There are exceptions, to be sure, just like there are tenured professors who abuse tenure. And in both cases those exceptions are predicted and made possible by the incentives in the system. In the case of tenured faculty, the incentive is the supposed job security that tenure offers. In the case of contingent labor, the incentive is indeed the lack of freedom and the quasi-patronage relationships Berube and Ruth identify.
Berube and Ruth’s argument is at its strongest, in my opinion, when they talk about instructors’ commitment to their institutions. Full-time contingents and, especially, semester-by-semester adjuncts have few incentives to be loyal and committed to the university that might non-hire them next semester or next year. Their proposal to strengthen and expand their guild is one way, and to my mind an arguably good one, to re-instill a sense of commitment. It’s at least a discussion worth having.
Alternate visions still possible?
I’m not on board yet. The guild just seems too closed off to people without the right connections, and I fear Berube and Ruth’s proposal won’t liberalize access enough.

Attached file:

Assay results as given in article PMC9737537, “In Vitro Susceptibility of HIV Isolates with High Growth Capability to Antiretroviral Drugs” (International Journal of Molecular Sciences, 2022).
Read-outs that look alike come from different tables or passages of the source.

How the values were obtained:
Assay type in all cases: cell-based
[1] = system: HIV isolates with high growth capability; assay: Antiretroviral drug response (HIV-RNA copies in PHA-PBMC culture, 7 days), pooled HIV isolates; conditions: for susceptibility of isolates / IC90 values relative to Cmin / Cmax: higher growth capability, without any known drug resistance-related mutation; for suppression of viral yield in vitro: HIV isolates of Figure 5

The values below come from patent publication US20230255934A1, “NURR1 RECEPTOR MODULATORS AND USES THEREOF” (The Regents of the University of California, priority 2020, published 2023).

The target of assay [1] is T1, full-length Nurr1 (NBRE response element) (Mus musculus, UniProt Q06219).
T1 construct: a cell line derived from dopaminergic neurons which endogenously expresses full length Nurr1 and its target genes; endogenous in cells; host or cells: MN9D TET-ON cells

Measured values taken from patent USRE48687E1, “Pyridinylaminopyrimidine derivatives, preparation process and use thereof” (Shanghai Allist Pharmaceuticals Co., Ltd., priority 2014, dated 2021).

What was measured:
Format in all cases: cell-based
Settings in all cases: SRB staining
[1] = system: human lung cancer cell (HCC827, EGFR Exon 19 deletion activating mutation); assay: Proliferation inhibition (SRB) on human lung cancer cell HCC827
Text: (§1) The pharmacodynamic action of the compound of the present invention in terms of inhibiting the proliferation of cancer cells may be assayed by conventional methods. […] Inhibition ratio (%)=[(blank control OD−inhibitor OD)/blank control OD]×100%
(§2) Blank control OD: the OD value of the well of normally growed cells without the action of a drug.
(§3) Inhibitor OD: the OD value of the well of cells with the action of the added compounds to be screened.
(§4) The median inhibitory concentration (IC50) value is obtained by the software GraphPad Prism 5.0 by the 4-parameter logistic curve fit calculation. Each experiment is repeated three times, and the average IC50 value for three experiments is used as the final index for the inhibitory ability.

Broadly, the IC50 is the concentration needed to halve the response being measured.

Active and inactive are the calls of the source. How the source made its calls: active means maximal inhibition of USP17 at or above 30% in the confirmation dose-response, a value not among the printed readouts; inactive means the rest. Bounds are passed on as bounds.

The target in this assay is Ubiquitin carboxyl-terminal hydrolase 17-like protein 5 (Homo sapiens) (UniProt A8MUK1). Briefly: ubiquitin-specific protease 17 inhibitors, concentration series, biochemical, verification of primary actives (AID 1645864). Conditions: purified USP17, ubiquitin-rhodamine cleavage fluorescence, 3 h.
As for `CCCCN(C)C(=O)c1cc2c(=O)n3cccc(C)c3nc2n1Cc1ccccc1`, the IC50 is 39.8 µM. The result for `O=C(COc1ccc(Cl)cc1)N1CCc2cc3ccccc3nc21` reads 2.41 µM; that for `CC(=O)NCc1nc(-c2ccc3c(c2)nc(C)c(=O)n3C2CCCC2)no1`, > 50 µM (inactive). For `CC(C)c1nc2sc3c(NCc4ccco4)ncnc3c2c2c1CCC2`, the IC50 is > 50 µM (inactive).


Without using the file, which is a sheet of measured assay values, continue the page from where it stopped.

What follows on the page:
I also wonder, without knowing, how the authors’ arguments might scale among the different types of colleges and universities. R1 schools, teaching colleges, small liberal arts colleges, and private universities might all have different constraints. This objection Berube and Ruth anticipate, allowing that each institution needs to decide how and in what way to adopt their proposal. I just suspect that sometimes contingent labor is a more justified way to go, and I’m not quite as dedicated to the humanities as a profession.